ABIDJAN/UNITED NATIONS (Reuters) - The U.N. Security Council on Wednesday backed Alassane Ouattara as the winner of Ivory Coast’s disputed November 28 presidential election, strengthening his challenge to incumbent Laurent Gbagbo.
The West African nation’s electoral commission had given victory to Ouattara by nearly 10 points. But the Constitutional Council, headed by a Gbagbo ally, overturned that result charging fraud in some areas, and declared Gbagbo winner.
Gbagbo has refused to hand over power in the world’s top cocoa grower despite calls from the United States, the European Union and the West African ECOWAS bloc, which suspended Ivory Coast.
Adding its substantial voice, the Security Council cited ECOWAS’ recognition of Ouattara as president-elect and said in a statement its members “call on all stakeholders to respect the outcome of the election.”
In remarks apparently aimed at Gbagbo, who was not directly mentioned, the statement condemned “in the strongest possible terms any attempt to subvert the popular will of the people.”
The 15-nation council also repeated a previous threat to impose “targeted measures” — code for sanctions — against anyone attempting to threaten the peace process or obstruct U.N. operations in Ivory Coast.
Agreement on the statement, which was read to reporters by U.S. envoy Brooke Anderson, had been held up since last Friday by Russia, which argued that the United Nations should not be in the position of deciding who had won an election.
Western countries said the U.N. mission chief in Ivory Coast, Y.J. Choi, had rightly proclaimed Ouattara the victor because he was empowered to certify election results under a 2005 peace deal that followed a 2002-03 civil war.
The compromise text adopted implied that ECOWAS, rather than the United Nations, had made the ruling.
In Ivory Coast, Choi said Gbagbo had no grounds to dispute the results of the election.
Gbagbo has sworn himself in for a new term and named a government. Ouattara has taken a presidential oath in a rival ceremony and refused to back down in a power struggle that risks sending the country back into conflict eight years after the civil war split it into north and south.
Choi said the Constitutional Council move to annul Ouattara’s victory was “not based on facts.” He told a news conference, “I am not interfering in Ivorian affairs ... I am only doing my job as requested by the Ivorian authorities.”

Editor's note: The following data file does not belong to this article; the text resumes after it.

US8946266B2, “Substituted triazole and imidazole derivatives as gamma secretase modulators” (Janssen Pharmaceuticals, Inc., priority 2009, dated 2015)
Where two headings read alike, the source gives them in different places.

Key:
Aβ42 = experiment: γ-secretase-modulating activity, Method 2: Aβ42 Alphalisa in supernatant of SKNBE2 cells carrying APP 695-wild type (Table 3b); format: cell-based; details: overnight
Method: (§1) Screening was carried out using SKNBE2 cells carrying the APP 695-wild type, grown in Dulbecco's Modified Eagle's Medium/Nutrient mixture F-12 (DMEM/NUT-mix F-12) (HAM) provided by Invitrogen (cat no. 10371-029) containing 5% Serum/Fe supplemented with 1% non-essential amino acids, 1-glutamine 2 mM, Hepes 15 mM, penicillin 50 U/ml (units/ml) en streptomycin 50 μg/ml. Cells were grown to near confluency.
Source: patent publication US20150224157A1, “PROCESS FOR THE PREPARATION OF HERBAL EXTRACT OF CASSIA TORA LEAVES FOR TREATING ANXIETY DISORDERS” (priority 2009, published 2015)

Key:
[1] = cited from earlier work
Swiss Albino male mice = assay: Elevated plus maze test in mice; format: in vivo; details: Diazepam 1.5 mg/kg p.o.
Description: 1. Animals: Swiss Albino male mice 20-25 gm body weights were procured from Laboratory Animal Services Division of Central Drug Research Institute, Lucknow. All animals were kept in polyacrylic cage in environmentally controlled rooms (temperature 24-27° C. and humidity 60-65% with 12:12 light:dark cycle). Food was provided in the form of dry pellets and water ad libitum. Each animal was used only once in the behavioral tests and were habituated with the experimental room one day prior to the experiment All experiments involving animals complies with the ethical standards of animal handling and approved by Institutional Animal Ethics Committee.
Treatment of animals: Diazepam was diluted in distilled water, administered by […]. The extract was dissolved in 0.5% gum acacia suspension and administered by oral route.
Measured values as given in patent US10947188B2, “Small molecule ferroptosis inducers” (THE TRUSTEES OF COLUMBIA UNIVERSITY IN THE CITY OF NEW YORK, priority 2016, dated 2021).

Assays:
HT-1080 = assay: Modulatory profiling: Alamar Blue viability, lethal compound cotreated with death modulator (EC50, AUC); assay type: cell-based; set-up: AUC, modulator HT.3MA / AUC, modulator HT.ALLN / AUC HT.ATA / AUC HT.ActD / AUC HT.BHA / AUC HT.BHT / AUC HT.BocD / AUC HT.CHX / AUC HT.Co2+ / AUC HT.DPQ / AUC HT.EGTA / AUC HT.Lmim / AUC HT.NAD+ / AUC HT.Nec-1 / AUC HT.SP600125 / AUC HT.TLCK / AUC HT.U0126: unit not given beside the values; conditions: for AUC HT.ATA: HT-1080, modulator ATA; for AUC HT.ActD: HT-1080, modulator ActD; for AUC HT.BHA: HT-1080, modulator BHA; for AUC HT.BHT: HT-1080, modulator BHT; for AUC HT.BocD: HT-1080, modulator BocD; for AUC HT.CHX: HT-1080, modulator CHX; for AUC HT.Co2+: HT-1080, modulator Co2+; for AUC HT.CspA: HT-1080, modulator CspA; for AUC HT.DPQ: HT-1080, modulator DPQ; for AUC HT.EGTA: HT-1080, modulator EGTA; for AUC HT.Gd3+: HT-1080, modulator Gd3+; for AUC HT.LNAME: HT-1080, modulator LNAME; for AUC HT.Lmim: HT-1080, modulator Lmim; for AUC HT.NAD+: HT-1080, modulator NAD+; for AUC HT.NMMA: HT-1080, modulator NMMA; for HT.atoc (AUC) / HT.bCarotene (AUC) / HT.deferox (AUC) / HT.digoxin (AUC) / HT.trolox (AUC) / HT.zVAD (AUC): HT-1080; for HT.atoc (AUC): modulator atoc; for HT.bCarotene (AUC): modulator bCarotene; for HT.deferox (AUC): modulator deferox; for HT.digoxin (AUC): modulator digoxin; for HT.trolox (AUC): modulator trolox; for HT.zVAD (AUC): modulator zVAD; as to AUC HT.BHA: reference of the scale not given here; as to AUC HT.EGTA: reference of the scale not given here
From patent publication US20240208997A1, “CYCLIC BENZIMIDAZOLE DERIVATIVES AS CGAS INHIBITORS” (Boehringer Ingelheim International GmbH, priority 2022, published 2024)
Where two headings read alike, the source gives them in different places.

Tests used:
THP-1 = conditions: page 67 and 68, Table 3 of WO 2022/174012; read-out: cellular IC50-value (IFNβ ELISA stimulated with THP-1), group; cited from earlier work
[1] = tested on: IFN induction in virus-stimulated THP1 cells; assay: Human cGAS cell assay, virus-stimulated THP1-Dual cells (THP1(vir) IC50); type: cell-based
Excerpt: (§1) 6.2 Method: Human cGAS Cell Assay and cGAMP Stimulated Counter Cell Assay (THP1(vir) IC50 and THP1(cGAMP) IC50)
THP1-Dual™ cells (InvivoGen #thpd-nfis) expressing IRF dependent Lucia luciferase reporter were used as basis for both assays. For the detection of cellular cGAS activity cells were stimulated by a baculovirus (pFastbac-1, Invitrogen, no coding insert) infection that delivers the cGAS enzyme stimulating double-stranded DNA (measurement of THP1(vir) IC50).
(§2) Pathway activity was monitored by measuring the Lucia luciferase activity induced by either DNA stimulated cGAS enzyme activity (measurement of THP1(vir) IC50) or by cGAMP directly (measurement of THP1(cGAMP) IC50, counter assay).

“The people have chosen one person ... Mr. Alassane Ouattara with an irrefutable margin,” he said.
Cocoa futures eased after touching four-month highs this week, with the March ICE contract down $42 or 1.36 percent at $3,042 a tonne at 1615 GMT.
Uncertainty over Ivory Coast’s prospects kept the yield on its $2.3 billion Eurobond above 12 percent, partly on fears U.N. condemnation of Gbagbo’s action may scupper talks on $3 billion debt relief.
An assistant of Charles Koffi Diby, the former finance minister who negotiated that debt relief and has won praise for his handling of Ivory Coast’s economy, told Reuters he had joined Ouattara’s rival camp.
Gbagbo’s allies argued intimidation and fraud skewed the vote in the rebel-held north. But Choi said there had been fewer recorded acts of violence in the north than in pro-Gbagbo western districts, and that even if these and other accusations were true, Ouattara still had a clear majority overall.
Gbagbo remains in control of the army and state television and has shown no signs of ceding power. “It’s not for ECOWAS to decide who is winner ... of an election organised by Ivory Coast,” said his Foreign Minister Alcide Djedje, adding that the United Nations had “gone adrift.”
Ouattara said he regretted that Ivory Coast had been suspended by ECOWAS and that this must be lifted soon.
“I therefore call on Mr. Laurent Gbagbo to hand over power. I hope reason will eventually prevail and that Gbagbo will submit to the will of the Ivorian people,” he said.
Clashes with security forces and between rival supporters have left at least 28 dead and 280 wounded since November 26, according to the International Committee of the Red Cross, with some observers fearing the real toll is double that.
Additional reporting and writing by Patrick Worsnip; Editing by Christopher Wilson